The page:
I remember that I “liked” Reeses Pieces, Reeses Cups, Oviedo High School Substitute Teachers, and a famous flute player. These pages allowed interested users to see status updates on a regular basis.
We all know that the rest is history. Facebook has morphed into something completely different from what Myspace ever was. It is now a central part of online marketing.
In this post, we’re going to take a look at the present and future of Facebook Marketing, giving you insight into how you should be using it now and what to expect (and how to adapt!) moving forward.
Facebook Marketing: What It Looks Like Now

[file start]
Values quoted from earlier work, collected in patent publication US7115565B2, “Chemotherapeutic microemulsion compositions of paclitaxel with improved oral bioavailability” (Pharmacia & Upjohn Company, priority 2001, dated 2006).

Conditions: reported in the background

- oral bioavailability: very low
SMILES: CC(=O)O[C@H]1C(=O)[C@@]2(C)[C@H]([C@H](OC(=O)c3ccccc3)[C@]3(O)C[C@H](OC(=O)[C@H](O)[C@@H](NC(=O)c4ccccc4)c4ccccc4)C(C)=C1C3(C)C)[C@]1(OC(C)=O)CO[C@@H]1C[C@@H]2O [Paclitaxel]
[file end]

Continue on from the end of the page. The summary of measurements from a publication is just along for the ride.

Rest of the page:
Facebook has taken big strides from the days when it was just another Myspace competitor, and it’s become a much more effective marketing tool than any other social media sites that came before it… and that’s even if you exclude Facebook Ads altogether (which for the sake of this post, we are).
Originally, Facebook marketing was just trying to get as many likes as possible so that you could broadcast content out to your audience. There was no such thing as a complex algorithm, after all, that slashed away at reach.
Now, the focus is more on building relationships with audiences, because big follower counts don’t matter at all if your engagement rates are in the toilet, and relationships matter more than shouting messages at your audience anyways.
There are five trends in Facebook usage today that have defined Facebook marketing as it currently exists, and will continue to do so.